4. The Covetous Psychopath

    Aggrandizement, an essential feature of the DSM’s antisocial personality disorder, as well as of the OCD’s dis social personality disorder, is at the core of this subtype, which feels that they are “owed” by life and the world. They are driven by envy and a desire for retribution, to take back what they have been deprived of by destiny. The far extreme of the disorder plays manipulative power games, rapacious in their covetousness for that which others have achieved or earned. Nevertheless, no matter how much they acquire, their insecurity drives them to remain ever jealous, envious and greedy, ostentatious and conspicuous.

    5. The Spineless Psychopath

    This subtype whose dynamics are derivative of the avoidance and dependent personalities, is deeply insecure and irresolute, possibly even cowardly. Thus, psychopathic aggression in this sense “represents a paradoxical response to felt dangers and fears" precisely in order to prove that one is neither weak nor fearful. Violence is a counter phobic act, presenting a fa├žade of formidable strength in order to divert and impress the public, and is viewed as a means of overcoming fear and insecurity. The swaggering tough guy and petty tyrant as well as the psychopath who joins militaristic groups that seek to cleanse the world of shared scapegoats are prototypical of this variant.

  5. 6. The Explosive Psychopath

    Close in nature to the pattern described as sadistic borderline, uncontrollable rage and fearsome attacks upon members of their own family characterize this subtype. These “adult tantrums” are instantaneous reactions to cope with frustration or fear. The outburst “serves to discharge pent-up feelings of humiliation and degradation” is The explosive psychopath is often hypersensitive to feelings of betrayal. Certain persons come to symbolize their sense of frustration and hopelessness, and interaction with them may cause this subtype to commit acts of violence.

    7. The Abrasive Psychopath

    Often exhibiting features otherwise associated with the negativistic and paranoid personality disorders, this subtype is characterized by overt, direct contentiousness and quarrelsome behaviour. Intentionally abrasive and antagonistic, fault finding and dogmatic, this subtype delights in using reasoning to frustrate and undermine opponents. The pretension of principled behaviour is a mere veneer, rapidly penetrated by the slightest opposition, and countered by bitter complaints, nagging, and criticism.

    8. The Malevolent Psychopath
    Especially vindictive and hostile, this subtype displays hateful behaviour and is destructively defiant of society. The cold-blooded ruthlessness of the malevolent psychopath is a result of anticipating betrayal and punishment. Others’ emotions are rejected due to a deep, underlying suspicion that any effort at goodwill is merely a ploy to deceive them. Fearless and guiltless, this subtype displays characteristics of the sadistic and paranoid personality disorder. Many murderers and serial killers fit this psychopathic pattern. They appear to feel minimal guilt for their violence, dis¬playing instead arrogant contempt for the rights of others. Nevertheless, while they appear incapable of feeling guilt, they do know the difference between right and wrong. Interestingly, and unlike other variants of psychopathy, “they do not lose self-conscious awareness of their actions, and press forward only if their goals of retribution and destructiveness are likely to be achieved:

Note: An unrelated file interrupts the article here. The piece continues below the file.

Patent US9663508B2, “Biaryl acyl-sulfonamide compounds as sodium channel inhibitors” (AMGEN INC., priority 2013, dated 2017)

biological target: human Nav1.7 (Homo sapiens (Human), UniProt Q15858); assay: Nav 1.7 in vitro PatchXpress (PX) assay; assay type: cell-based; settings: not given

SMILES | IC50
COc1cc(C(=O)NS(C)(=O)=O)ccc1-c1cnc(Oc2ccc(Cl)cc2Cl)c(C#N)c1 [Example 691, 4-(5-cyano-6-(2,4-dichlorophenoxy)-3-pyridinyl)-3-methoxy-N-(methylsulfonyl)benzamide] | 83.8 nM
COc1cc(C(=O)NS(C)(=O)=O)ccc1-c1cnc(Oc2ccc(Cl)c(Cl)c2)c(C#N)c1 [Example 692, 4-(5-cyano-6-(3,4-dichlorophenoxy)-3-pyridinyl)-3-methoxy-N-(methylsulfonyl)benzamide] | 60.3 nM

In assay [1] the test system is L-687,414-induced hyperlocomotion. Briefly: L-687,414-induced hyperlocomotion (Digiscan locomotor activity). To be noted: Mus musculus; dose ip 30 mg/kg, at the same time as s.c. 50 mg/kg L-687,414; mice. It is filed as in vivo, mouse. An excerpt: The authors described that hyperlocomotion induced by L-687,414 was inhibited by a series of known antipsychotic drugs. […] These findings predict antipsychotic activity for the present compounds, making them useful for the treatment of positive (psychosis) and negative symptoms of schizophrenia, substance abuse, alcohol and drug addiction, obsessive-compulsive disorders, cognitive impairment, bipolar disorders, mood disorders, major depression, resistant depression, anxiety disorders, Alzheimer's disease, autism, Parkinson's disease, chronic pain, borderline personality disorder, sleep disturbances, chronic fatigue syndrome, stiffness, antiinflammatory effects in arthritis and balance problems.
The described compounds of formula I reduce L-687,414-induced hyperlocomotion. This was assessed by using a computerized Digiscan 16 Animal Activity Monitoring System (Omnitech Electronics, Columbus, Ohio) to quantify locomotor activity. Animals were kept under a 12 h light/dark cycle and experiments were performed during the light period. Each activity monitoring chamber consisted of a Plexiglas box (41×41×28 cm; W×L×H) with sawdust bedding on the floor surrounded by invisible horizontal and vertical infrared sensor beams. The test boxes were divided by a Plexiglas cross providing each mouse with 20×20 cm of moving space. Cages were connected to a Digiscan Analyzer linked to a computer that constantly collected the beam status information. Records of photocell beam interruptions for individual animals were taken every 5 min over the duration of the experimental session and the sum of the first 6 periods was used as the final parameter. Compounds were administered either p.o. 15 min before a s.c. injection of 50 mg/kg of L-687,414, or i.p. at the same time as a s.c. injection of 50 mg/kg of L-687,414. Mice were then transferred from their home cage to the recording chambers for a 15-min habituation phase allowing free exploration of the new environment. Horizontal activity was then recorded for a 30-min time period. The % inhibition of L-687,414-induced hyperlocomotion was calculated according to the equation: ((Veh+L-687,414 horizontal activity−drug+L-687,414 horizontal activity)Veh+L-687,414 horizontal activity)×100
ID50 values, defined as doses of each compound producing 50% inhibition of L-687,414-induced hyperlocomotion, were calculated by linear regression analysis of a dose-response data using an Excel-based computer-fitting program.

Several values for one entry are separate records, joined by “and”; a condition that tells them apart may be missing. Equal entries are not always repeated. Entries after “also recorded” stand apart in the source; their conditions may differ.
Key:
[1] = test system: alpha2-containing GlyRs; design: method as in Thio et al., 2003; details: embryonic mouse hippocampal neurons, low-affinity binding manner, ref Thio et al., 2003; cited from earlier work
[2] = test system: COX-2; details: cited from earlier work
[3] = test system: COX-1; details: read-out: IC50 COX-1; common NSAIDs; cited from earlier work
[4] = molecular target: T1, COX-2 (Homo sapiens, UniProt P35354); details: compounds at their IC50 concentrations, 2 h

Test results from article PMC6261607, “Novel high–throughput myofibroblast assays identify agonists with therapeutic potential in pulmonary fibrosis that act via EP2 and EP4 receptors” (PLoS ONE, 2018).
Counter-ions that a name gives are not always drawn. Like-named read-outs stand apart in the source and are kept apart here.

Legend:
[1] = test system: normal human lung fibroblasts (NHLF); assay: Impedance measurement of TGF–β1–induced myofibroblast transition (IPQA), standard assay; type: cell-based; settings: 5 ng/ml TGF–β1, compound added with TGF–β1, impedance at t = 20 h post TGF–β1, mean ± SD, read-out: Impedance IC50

9. The Tyrannical Psychopath

    This subtype, along with the malevolent psychopath, is among the most frightening and cruel of these variants. Although both relate to others by attack, intimidation, and both are destructive, the tyrannical subtype is often stimulated by resistance or weakness. This encourages attack rather than slowing it down. They seem to obtain a very peculiar sense of satisfaction from being unmerciful and inhumane, from creating suffering and seeing its effect on others, and from forcing victims to cower and submit. While they are the purest type of classical psychopath, they exhibit both the sadistic and negativistic personality disorders. Calculatingly cool, they instinctively know how to choose their victims for their submissiveness. They are violent in order to inspire terror and intimidation. They are driven by their fear that others may recognize their inner insecurities and low sense of self-esteem.